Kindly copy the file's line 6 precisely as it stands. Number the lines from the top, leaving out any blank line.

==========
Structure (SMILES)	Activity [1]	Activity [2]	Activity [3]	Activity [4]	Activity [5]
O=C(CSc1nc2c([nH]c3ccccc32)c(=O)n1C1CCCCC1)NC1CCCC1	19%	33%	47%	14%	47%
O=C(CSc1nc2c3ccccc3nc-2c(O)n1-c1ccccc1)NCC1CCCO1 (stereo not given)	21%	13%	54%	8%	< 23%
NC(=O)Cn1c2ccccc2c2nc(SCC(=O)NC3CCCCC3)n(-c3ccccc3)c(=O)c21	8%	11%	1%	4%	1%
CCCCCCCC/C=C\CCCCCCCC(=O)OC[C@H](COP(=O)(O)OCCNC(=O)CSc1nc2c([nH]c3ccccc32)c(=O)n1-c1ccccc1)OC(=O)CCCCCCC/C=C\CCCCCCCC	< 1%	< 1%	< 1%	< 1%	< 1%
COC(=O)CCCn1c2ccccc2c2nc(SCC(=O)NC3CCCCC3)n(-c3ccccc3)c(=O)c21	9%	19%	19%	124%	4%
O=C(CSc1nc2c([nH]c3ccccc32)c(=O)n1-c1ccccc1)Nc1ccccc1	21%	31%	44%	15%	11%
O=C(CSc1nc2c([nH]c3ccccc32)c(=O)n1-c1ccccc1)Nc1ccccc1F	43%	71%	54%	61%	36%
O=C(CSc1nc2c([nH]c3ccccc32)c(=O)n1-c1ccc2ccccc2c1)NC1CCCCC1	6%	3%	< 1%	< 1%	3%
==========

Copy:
COC(=O)CCCn1c2ccccc2c2nc(SCC(=O)NC3CCCCC3)n(-c3ccccc3)c(=O)c21	9%	19%	19%	124%	4%